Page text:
Note: This covers suggestions from Geoff Hinton's talk given at UBC which was recorded May 30, 2013. It does not cover bleeding edge techniques.
Below are suggestions for training and constructing a DNN (Deep Neural Network) given by Geoff Hinton. Each point below is further expanded on. 
- Have a Deep Network.
- Pretrain if you do not have alot of unlabelled training data. If you do skip it.
- Initialize the weight to sensible values.
- Use rectified linear units.
- Have many more parameters than training examples.
- Use dropout to regularize it instead of L1 and L2 regularization.
- Convolutional Frontend (optional)
Have a Deep Network
This means have more than 2 hidden layers, which is what many would consider a deep network . There should be an obvious limit to the number of layers you add. Additional layers cause many difficulties to arise, local optima and lack of data etc., while taking longer to train and run.
Deep Neural Networks are able to compute much more complex features from the input. A deep network, since it is computing a non-linear transformation (with tanh, sigmoid, Rectified Linear, etc. units), has much greater representational power then a shallow network. This representational power increases with the layers added.
Side note: There is an interesting paper that shows theoretically an ANN, with a single hidden layer but many units (large breadth), can have a similar representational power to that of a deeper network. There is currently no known way to train such a network. Said paper is here.
Pretraining aka Greedy layer-wise training (when and where)
It is essentially what Hinton suggested, if you do not have many labeled training examples then perform greedy layer-wise pretraining. If you have many samples just perform training as normal with the full network stack.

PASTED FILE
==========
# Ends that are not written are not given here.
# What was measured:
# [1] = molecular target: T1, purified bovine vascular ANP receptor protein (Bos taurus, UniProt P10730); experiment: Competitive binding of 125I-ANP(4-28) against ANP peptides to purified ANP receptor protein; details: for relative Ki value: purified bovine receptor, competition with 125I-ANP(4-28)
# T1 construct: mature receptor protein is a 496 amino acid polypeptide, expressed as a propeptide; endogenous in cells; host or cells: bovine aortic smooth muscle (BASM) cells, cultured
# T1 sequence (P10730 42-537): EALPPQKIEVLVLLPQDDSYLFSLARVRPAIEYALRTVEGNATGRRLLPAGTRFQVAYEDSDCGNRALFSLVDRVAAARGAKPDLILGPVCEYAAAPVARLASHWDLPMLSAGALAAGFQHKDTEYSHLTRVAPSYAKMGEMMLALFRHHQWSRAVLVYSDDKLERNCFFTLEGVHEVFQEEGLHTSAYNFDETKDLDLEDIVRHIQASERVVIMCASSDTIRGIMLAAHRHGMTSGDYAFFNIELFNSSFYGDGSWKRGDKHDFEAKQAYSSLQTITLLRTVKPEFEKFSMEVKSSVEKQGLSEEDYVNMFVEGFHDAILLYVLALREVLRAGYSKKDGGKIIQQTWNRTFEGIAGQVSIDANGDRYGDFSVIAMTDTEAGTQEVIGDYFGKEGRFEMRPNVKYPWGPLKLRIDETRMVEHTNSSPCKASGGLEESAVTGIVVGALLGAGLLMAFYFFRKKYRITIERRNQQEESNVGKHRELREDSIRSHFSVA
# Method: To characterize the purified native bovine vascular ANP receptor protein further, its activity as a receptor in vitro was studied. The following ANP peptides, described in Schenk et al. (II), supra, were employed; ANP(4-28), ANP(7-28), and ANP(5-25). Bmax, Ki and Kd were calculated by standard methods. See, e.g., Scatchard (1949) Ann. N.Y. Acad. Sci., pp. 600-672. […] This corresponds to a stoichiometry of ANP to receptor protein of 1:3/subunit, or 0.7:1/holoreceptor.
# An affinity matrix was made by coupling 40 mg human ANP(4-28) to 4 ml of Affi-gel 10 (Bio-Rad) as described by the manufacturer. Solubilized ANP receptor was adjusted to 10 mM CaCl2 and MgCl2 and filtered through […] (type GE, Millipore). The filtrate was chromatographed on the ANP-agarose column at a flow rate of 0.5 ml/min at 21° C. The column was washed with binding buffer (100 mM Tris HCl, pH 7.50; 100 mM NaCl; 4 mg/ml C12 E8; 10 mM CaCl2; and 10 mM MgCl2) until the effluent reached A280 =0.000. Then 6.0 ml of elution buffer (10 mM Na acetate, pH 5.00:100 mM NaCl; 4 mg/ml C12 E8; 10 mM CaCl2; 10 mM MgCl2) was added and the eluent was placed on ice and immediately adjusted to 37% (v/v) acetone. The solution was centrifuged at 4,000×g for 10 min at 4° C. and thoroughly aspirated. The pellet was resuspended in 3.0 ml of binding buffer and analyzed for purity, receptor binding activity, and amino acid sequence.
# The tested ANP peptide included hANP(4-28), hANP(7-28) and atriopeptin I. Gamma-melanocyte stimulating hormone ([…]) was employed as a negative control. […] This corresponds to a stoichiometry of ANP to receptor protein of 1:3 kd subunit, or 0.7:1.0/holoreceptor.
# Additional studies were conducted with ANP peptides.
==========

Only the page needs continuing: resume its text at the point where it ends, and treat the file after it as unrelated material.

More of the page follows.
Pretraining allows you to initialize the network parameters to values that will give better prediction performance then a similar DNN that was not pretrained. This point becomes moot if you have a large amount of unlabelled data.
Side Note: An interesting paper shows that unsupervised pretraining encourages sparseness in DNN. Link is here.
Initialize sensible weight values
You can set the weights to a small random range. The distribution of these small random weights depends on the nonlinearity you are using in the network, which if you use Rectified linear units, would be a small positive value.
Stops the propagated gradients from vanishing or exploding. This occurs in deep networks when backpropagation is applied.
Rectified Linear Units
Rectified Linear units are a drop in replacement for the traditional nonlinear activation functions. ReLUs (Rectified Linear Units) are capable of having values in the range of [0, inf].
It makes calculating the gradient during back propagation trivial. It is 0 if x < 0 and 1 elsewhere. This speeds up the training of the network.
The paper listed above in the pretraining section, shows that if ReLU units are used a DNN can be trained efficiently without any pretraining.
edit: As pointed out by andrewff on reddit I missed a few other important points with ReLu. See below: